`y.head()`

```
0 7.862559
1 3.830585
2 -0.388246
3 1.047091
4 0.992082
Name: y, dtype: float64
```

Each element of the series `y`

corresponds to one row in the uncompressed data frame `df`

. The `OLS`

class from `statsmodels`

comes quite close to recovering the true regression coefficients.

`full_ols = sm.OLS(y, X).fit()`

`full_ols.params`

```
const -2.999658
x1 0.099986
x2 -3.998997
x3 2.000317
dtype: float64
```

To show how we can perform linear regression on the summarized data frame, we recall the the ordinary least squares estimator minimizes the residual sum of squares. The residual sum of squares is given by

\[ \begin{align*} RSS & = \sum_{i = 1}^n \left(y_i - \mathbf{x}_i \mathbf{\beta}^{\intercal}\right)^2. \end{align*} \]

Here \(\mathbf{x}_i = [1\ u_i\ v_i\ w_i]\) is the \(i\)-th row of the original data frame (with a constant added for the intercept) and \(\mathbf{\beta} = [\beta_0\ \beta_1\ \beta_2\ \beta_3]\) is the row vector of regression coefficients. It would be tempting to rewrite \(RSS\) by grouping the terms based on the row their features map to in the compressed data frame, but this approach would lead to incorrect results. Due to the stochastic noise term \(\varepsilon_i\), identical values of \(u\), \(v\), and \(w\) can (and will almost certainly) map to different values of \(y\). We can see this phenomenon by calculating the range of \(y\) grouped on \(u\), \(v\), and \(w\).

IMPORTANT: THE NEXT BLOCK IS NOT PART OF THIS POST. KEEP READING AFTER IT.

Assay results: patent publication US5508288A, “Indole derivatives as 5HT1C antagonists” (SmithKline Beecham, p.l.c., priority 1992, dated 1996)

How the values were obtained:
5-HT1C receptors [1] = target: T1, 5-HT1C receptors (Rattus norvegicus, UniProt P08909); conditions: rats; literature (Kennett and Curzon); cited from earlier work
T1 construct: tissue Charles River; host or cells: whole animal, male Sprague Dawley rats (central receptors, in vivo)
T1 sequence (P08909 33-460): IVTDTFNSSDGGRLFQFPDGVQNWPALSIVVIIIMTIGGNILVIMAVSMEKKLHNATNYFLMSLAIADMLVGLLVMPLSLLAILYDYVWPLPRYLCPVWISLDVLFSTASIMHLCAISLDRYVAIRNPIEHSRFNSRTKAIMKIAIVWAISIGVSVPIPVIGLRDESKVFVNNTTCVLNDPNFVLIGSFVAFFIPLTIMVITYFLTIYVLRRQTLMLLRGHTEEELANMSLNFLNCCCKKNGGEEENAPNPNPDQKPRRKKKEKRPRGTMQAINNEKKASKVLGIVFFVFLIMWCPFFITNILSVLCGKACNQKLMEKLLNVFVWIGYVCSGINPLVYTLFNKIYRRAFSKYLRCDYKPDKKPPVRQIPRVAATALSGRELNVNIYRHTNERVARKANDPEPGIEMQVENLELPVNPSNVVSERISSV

`reg_df = pd.concat((y, df), axis=1)`

`reg_df.groupby(('u', 'v', 'w')).y.apply(np.ptp).describe()`

```
count 9997.000000
mean 0.297891
std 0.091815
min 0.000000
25% 0.237491
50% 0.296838
75% 0.358015
max 0.703418
Name: y, dtype: float64
```

If \(y\) were uniquely determined by \(u\), \(v\), and \(w\), we would expect the mean and quartiles of these ranges to be zero, which they are not. Fortunately, we can account for is difficulty with a bit of care.

Let \(S_j = \{i\ |\ \mathbf{x}_i = \mathbf{z}_j\}\), the set of row indices in the original data frame that correspond to the \(j\)-th row in the summary data frame. Define \(\bar{y}_{(j)} = \frac{1}{n_j} \sum_{i \in S_j} y_i\), which is the mean of the response variables that correspond to \(\mathbf{z}_j\). Intuitively, since \(\varepsilon_i\) has mean zero, \(\bar{y}_{(j)}\) is our best unbiased estimate of \(\mathbf{z}_j \mathbf{\beta}^{\intercal}\). We will now show that regressing \(\sqrt{n_j} \bar{y}_{(j)}\) on \(\sqrt{n_j} \mathbf{z}_j\) gives the same results as the full regression. We use the standard trick of adding and subtracting the mean and get

\[ \begin{align*} RSS & = \sum_{j = 1}^m \sum_{i \in S_j} \left(y_i - \mathbf{z}_j \mathbf{\beta}^{\intercal}\right)^2 \\ & = \sum_{j = 1}^m \sum_{i \in S_j} \left(\left(y_i - \bar{y}_{(j)}\right) + \left(\bar{y}_{(j)} - \mathbf{z}_j \mathbf{\beta}^{\intercal}\right)\right)^2 \\ & = \sum_{j = 1}^m \sum_{i \in S_j} \left(\left(y_i - \bar{y}_{(j)}\right)^2 + 2 \left(y_i - \bar{y}_{(j)}\right) \left(\bar{y}_{(j)} - \mathbf{z}_j \mathbf{\beta}^{\intercal}\right) + \left(\bar{y}_{(j)} - \mathbf{z}_j \mathbf{\beta}^{\intercal}\right)^2\right). \end{align*} \]

As is usual in these situations, the cross term vanishes, since

\[ \begin{align*} \sum_{i \in S_j} \left(y_i - \bar{y}_{(j)}\right) \left(\bar{y}_{(j)} - \mathbf{z}_j \mathbf{\beta}^{\intercal}\right) & = \sum_{i \in S_j} \left(y_i \bar{y}_{(j)} - y_i \mathbf{z}_j \mathbf{\beta}^{\intercal} - \bar{y}_{(j)}^2 + \bar{y}_{(j)} \mathbf{z}_j \mathbf{\beta}^{\intercal}\right) \\ & = \bar{y}_{(j)} \sum_{i \in S_j} y_i - \mathbf{z}_j \mathbf{\beta}^{\intercal} \sum_{i \in S_j} y_i - n_j \bar{y}_{(j)}^2 + n_j \bar{y}_{(j)} \mathbf{z}_j \mathbf{\beta}^{\intercal} \\ & = n_j \bar{y}_{(j)}^2 - n_j \bar{y}_{(j)} \mathbf{z}_j \mathbf{\beta}^{\intercal} - n_j \bar{y}_{(j)}^2 + n_j \bar{y}_{(j)} \mathbf{z}_j \mathbf{\beta}^{\intercal} \\ & = 0. \end{align*} \]